Adolescent sex offenders are not as socially inept and awkward as society may believe them to be, a recent study has shown.
In fact, their social skills — such as having a knack for making friends or asking a member of the opposite sex out on a date — don’t differ that much from their non-offending peers.
It’s more likely the offenders have some sort of atypical sexual interests, researchers found, such as sexual desires towards young children and exposing themselves in public situations.
Knowing this, researchers say, will better allow professionals to tailor the assessments and treatments of adolescent sex offenders.
“If you walked into a typical group treatment for adolescent sex offenders, you might notice a lot of focus on social skills, like how to approach a girl, how to deal with conflict and understanding non-verbal communication,” said Royal Ottawa psychology consultant Dr. Michael Seto, the lead author of the study What Is So Special About Male Adolescent Sexual Offending? “Our research suggests that social skills training is not what young sex offenders need most in order to be rehabilitated.”
Seto and co-author Martin Lalumiere of the University of Lethbridge spent several years conducting a meta-analysis of 59 independent studies that compared 3,855 male sex offenders with 13,393 male non-sex offenders between the ages of 12 and 18.
Seto said the results of the study will have an impact on treatment as offenders’ social skills may not need to be examined and improved. It would be better, Seto said, if such work focused on other factors such as atypical sexual behaviours and whether an offender was himself a victim of sexual abuse at a young age.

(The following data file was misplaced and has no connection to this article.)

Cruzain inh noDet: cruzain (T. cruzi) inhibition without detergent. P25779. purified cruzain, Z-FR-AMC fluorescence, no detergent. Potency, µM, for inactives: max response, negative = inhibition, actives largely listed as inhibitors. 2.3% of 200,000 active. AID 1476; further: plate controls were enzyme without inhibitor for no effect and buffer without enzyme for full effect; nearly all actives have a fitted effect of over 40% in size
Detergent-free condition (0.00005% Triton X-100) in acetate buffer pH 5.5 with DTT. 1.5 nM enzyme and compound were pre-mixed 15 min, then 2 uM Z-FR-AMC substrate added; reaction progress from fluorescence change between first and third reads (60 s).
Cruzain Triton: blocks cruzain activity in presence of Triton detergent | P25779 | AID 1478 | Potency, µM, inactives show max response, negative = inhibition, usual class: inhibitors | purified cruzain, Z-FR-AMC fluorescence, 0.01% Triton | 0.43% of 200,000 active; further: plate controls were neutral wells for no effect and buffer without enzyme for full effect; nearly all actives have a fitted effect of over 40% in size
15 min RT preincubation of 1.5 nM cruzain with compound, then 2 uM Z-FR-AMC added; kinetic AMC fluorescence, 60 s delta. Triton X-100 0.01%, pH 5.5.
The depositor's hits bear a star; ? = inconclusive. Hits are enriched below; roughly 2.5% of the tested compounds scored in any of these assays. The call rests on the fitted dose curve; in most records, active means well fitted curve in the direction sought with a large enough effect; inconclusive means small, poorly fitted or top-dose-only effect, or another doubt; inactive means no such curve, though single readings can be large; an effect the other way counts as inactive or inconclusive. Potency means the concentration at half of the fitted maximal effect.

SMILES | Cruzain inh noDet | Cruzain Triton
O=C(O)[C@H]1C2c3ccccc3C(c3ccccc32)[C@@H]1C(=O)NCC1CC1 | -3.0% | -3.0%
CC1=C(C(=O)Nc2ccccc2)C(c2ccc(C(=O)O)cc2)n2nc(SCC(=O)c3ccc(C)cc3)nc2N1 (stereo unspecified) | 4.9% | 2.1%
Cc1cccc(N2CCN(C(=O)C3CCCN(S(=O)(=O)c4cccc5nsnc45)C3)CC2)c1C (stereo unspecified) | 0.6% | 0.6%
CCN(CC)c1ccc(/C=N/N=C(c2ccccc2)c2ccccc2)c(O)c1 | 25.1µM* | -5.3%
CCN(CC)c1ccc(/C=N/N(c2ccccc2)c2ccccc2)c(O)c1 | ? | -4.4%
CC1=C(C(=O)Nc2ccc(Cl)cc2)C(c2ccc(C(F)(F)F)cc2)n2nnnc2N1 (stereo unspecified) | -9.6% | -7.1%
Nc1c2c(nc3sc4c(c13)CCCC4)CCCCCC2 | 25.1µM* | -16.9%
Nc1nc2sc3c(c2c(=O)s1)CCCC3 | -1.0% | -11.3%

“Discussing sexuality — early exposure to sex or pornography, sexual fantasies and sexual arousal — would likely get us closer to understanding why the offences were committed,” said Seto, “and prevent similar ones from being committed again.”
The authors did find, however, adolescent sex offenders had more feelings of social isolation and withdrawal than non-sex offenders.
“If adolescents think they cannot talk about what they are thinking or feeling, they cannot seek help and guidance,” Seto said. “Encouraging more open dialogue about sexuality between young people and their parents, teachers and health care workers would be a key element in preventing adolescents from committing sexual offences.”